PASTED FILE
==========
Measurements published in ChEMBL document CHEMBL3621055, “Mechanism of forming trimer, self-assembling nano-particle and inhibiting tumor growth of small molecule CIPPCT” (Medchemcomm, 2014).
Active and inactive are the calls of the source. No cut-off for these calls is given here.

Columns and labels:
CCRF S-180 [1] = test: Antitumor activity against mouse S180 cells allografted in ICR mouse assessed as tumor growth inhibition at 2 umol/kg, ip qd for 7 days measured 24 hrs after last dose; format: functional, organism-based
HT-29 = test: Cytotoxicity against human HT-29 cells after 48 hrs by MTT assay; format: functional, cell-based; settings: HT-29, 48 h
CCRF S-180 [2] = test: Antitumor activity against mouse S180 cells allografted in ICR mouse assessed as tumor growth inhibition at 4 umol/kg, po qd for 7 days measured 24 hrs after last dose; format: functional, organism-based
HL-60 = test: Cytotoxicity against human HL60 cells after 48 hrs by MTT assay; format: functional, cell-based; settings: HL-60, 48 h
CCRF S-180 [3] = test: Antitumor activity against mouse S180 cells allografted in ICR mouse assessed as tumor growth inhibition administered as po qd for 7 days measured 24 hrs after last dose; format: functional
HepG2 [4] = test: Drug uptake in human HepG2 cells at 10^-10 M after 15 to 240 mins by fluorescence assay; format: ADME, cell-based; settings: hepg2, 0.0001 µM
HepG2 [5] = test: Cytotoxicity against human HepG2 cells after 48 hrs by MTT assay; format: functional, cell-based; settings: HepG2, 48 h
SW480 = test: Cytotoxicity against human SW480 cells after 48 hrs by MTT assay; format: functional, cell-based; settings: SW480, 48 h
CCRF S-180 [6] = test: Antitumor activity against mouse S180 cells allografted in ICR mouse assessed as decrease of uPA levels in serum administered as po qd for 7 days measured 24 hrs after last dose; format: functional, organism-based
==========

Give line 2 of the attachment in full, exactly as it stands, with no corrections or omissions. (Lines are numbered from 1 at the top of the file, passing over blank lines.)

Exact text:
Active and inactive are the calls of the source. No cut-off for these calls is given here.